Since most of the Palestinians are now living in autonomous zones inside the West Bank and prevented from entering Israel, and violence has largely subsided, the most attractive option to Israelis seems to be ignoring the issue.
That is what the main opposition party chose to do in this campaign. Labor Party leader Shelly Yachimovich has mostly focused on a populist social message in hopes of attracting working-class citizens who might otherwise vote for the hard-liners. In the past, Labor has been the leader of Israel's peace camp.
Another member of the moderate camp, former TV personality Yair Lapid, argues primarily for ending the costly government subsidies and draft exemptions granted to Israel's ultra-Orthodox minority.
Only one party with national leadership ambitions, the new "Movement" formed by former Foreign Minister Tzipi Livni, has made Mideast peace the centerpiece of its campaign. Polls show the party gaining little traction.
Sarid dismissed current public opinion as a "weather vane" that can easily shift.
"Israel has gone to war seven, eight times. It never despaired of going to war," he said. "If after seven attempts at war you don't despair, and after the first attempt at peace you do, that seems strange, no?"
Whatever the results for individual parties, the operative question is whether all the right-wing parties together can secure at least 61 seats of the 120 in parliament, the minimum for a majority coalition. Although all polls predict they will, several major polls last Friday showed the right with only 63 seats, versus 57 for the parties of the center-left.
Though the trend has been constant, the gap falls close to the margin of error of the polls, and they have been wrong in the past.
Should the right wing and religious parties fail to muster a majority, there will be a mad scramble on the center-left to try to form a coalition on their own. Under such a shocking result, the prime minister could end up being Yachimovich, a former radio journalist who admitted once backing Israel's Communist party.
Netanyahu has maintained a lead with a message that the country needs a tough-minded and experienced leader to face down dangers including the Iranian nuclear program, potentially loose chemical weapons in Syria and the rise of fundamentalist Islam in Egypt and other countries in the Arab Spring.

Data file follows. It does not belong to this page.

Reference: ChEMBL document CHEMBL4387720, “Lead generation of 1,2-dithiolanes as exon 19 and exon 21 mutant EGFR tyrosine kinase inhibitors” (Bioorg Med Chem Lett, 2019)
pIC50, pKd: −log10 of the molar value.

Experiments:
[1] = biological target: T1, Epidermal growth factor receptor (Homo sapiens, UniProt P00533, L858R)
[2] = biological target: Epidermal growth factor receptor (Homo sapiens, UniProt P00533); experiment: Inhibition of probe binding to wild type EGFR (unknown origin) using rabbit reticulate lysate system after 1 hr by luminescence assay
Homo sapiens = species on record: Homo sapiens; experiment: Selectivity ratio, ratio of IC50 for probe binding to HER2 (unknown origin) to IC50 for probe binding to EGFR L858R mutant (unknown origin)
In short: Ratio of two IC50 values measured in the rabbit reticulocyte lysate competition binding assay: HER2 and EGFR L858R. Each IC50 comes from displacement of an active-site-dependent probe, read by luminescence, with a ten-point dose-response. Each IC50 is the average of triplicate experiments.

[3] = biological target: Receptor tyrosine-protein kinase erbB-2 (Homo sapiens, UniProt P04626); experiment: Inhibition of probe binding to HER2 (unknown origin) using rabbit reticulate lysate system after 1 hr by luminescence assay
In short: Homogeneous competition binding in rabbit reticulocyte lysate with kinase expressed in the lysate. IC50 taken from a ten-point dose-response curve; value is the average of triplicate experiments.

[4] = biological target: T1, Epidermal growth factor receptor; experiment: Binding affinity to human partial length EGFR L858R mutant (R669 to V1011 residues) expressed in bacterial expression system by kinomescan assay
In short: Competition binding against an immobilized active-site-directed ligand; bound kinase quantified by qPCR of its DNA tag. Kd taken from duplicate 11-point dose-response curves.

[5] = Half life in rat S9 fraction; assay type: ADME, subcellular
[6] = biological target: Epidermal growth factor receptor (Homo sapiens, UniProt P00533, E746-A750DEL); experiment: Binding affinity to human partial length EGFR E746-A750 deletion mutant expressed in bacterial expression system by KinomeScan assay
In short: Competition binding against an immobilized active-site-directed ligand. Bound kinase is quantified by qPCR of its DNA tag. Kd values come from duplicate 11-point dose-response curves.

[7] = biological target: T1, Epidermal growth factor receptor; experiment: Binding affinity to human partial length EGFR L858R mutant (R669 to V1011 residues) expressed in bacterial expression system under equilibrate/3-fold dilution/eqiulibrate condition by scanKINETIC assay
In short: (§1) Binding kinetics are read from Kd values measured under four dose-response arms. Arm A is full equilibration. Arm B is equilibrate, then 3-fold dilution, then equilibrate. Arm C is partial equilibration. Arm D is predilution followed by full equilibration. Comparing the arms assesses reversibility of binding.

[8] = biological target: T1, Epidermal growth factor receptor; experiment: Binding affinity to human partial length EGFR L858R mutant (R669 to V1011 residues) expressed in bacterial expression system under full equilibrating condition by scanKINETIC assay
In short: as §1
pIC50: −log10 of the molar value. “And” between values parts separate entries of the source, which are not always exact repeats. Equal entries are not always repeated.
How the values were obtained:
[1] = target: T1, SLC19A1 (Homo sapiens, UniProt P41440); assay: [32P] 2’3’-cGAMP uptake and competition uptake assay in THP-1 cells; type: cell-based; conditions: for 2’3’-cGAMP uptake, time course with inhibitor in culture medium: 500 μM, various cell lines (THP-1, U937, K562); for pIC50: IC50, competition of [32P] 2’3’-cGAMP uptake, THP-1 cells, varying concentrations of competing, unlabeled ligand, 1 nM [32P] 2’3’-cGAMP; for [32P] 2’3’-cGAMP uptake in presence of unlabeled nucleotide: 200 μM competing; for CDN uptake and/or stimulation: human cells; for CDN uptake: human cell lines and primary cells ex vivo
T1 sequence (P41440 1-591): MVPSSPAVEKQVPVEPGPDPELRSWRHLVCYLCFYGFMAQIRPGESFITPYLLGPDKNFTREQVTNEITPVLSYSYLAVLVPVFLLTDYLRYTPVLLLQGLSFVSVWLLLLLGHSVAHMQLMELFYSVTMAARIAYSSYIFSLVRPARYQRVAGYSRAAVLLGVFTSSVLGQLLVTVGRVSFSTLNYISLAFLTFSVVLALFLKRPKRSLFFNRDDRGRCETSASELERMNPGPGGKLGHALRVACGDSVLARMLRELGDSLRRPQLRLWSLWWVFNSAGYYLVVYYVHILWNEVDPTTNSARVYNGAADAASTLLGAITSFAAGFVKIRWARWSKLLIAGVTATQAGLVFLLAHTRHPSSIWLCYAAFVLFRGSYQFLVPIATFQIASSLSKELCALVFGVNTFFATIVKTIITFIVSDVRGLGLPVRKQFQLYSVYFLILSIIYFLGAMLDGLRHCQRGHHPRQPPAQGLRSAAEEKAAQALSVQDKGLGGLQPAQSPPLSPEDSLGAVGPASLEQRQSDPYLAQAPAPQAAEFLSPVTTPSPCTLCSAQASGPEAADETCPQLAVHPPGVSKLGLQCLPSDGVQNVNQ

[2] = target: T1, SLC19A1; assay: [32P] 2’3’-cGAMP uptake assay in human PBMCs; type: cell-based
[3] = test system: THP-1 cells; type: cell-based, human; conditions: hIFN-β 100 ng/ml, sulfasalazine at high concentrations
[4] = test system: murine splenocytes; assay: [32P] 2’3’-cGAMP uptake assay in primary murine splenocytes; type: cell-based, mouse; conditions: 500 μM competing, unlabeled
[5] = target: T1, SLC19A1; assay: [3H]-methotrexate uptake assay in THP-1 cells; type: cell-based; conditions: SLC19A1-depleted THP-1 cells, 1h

By comparison, the Palestinian issue seems less important to many Israelis.
Netanyahu's Likud-Yisrael Beitenu alliance is dominated by lawmakers who say the conflict can be managed, but not resolved. The surging pro-settler Jewish Home party has gone even further. It advocates annexation of large chunks of the West Bank, the heartland of any future Palestinian state.
Critics warn that Israelis are ignoring the issue at their peril. First, there are increasing signs that the current lull in violence may be temporary _ both because the Palestinian street is getting frustrated and because Abbas' Palestinian Authority may cease the security cooperation which even Israeli officials have credited with the halt in violence.
Beyond that, there is a persistent chorus warning that the status quo is ultimately self-defeating for Israel because the default outcome is a single entity in the Holy Land _ comprising Israel and all the areas it seized in the 1967 war. Based on current birthrates, most experts believe that Arabs would soon be the majority.
Palestinian officials say that Abbas has repeatedly warned Israeli visitors in recent months that Israel could end up like an "apartheid-style" state with a Jewish minority ruling over a disenfranchised Arab majority. At that point, the Arabs would turn their struggle away from independence and instead seek equality in a single state.
"Sooner or later the Israeli public should come to the realization that the longevity, security and legitimacy of their state are dependent on their treatment of the Palestinian people and their commitment to peace and justice, not to the subjugation of a whole nation," Hanan Ashrawi, a senior official in the Palestine Liberation Organization, wrote in Haaretz.